Any criminal charged brought in the state of Maryland may also have logically accompanying defenses. For example self-defense in an assault case, or a good faith claim of right in an alleged theft case.
In my view there are three defenses to a DUI charge in Maryland that are the most effective in the appropriate circumstance.
- The officer did not have a basis to pull the driver over and hence commence and DUI investigation.
- The defendant wasn't operating the motor vehicle.
- The breath testing equipment wasn't maintained or operated according to law.
Of course, in any criminal case, the ultimate defense is "I didn't do it." In a DUI case that would mean the State failed to prove the individual was operating a vehicle while under the influence. With the comprehensive use of breathalyzers and conclusive presumptions under the law that a blood alcohol concentration above .08 means someone was under the influence -no matter how they behaved- coupled with the nearly universal use of body cameras, the State will usually be able to make out its case if they choose to prosecute it. Where the defense is centered on a collateral or peripheral matter then doesn't directly address whether or not someone was under the influence, but rather whether or not the State is entitled to admit evidence of intoxication in court, the prosecution may not be able to prove that same case beyond reasonable doubt.
Maryland law enforcement officers must have reasonable suspicion that a crime is being committed, or that a rule of the road violation has occurred, in order to initiate a traffic stop. An officer must be able to articulate the specific facts and observations and conclusions that led to that suspicion. If they cannot, the court may find a lack of justification to stop a vehicle. Where the basis for the stop is successfully challenged, any evidence gleaned as a result of that stop, including evidence of intoxication, will be inadmissible at a subsequent trial.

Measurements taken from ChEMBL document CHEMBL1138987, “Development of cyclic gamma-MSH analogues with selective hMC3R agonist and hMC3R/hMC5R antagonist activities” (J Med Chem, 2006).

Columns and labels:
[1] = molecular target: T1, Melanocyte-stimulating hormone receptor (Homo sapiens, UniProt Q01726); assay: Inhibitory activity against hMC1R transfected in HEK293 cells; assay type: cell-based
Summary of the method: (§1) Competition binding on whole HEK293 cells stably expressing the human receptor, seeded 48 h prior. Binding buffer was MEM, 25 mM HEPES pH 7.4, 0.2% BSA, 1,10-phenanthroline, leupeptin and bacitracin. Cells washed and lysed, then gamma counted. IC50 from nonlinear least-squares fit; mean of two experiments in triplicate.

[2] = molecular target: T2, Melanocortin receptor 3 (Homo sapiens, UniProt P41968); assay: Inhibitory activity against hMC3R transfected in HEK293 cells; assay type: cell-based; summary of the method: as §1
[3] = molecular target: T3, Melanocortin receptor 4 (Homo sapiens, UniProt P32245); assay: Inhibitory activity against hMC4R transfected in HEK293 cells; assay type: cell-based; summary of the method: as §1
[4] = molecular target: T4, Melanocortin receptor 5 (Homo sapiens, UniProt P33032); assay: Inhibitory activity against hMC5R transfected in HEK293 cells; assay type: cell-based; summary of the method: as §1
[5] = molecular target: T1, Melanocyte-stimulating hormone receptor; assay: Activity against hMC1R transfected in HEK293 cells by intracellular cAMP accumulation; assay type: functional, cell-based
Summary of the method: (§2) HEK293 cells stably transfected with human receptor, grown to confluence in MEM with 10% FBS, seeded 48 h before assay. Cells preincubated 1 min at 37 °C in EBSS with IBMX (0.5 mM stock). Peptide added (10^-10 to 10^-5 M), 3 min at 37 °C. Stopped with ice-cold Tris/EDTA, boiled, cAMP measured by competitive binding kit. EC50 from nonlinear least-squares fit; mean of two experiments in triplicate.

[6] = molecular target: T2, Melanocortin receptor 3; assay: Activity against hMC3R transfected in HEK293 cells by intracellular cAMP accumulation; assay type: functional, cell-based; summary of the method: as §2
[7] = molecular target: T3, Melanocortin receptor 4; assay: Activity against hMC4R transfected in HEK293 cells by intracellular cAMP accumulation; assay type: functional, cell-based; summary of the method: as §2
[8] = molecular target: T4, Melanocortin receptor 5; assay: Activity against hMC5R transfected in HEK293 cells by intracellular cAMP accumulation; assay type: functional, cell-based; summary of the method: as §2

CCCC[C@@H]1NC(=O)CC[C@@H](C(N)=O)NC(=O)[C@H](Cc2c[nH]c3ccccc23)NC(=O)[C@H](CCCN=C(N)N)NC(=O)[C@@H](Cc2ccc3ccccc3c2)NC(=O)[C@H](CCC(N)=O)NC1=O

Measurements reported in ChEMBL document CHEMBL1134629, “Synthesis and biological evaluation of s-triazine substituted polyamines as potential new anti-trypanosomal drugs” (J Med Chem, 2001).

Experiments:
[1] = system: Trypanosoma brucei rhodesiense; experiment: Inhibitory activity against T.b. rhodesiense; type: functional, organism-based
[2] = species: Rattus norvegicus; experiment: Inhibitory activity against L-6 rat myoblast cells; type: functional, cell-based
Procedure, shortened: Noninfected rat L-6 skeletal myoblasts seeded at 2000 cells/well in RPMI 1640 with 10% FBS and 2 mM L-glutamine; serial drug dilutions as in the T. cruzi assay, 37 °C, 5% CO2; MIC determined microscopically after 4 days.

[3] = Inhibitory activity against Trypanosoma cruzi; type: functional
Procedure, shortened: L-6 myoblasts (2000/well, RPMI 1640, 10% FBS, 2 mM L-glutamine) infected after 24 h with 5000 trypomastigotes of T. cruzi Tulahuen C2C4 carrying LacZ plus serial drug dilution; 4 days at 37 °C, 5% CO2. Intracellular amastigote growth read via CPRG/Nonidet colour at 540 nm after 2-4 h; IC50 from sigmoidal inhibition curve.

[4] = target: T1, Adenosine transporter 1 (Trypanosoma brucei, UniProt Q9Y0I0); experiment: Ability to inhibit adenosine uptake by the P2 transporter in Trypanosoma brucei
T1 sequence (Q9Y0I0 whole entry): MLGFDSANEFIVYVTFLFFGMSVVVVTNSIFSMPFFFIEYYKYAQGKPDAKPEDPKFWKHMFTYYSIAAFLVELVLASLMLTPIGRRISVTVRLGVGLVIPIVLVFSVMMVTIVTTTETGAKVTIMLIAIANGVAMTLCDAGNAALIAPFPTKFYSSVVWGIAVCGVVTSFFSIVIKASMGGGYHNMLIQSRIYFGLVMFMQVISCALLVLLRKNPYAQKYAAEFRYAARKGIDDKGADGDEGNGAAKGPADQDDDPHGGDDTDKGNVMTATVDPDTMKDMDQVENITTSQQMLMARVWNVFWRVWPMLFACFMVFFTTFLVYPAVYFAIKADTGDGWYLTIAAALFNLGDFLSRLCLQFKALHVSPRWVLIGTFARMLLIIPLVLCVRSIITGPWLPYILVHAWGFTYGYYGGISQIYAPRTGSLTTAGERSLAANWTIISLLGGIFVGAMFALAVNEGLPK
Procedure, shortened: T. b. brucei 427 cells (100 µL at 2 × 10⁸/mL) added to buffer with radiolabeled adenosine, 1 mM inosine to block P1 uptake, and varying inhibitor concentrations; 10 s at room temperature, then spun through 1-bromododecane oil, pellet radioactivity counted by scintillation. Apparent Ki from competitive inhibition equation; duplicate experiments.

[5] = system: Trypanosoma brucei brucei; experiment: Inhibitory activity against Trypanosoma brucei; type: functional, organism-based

To obtain a DUI conviction in Maryland, a prosecutor must be able to demonstrate that a defendant was operating or attempting to operate a motor vehicle while under the influence. Where the State cannot prove that the individual accused was actually operating or actually attempting to operate the vehicle, and acquittal is the appropriate outcome. Mere presence in or around a stationary vehicle in the absence of other evidence of operation or attempted operation is not sufficient for a conviction under Maryland law.
There are numerous statutory and regulatory requirements regarding the use of the breath testing equipment. These machines must be maintained, and the test administered in accord with applicable law. If the State cannot demonstrate that these requirements have been met, the results of any test may be deemed inadmissible. An inability to use a breathalyzer result is not necessarily a death knell for the State's case- for they can still prove it through this testimony of the officer regarding other evidence of intoxication. Where that other circumstantial extrinsic evidence is equivocal, the State may not be able to prove its DUI case beyond a reasonable doubt.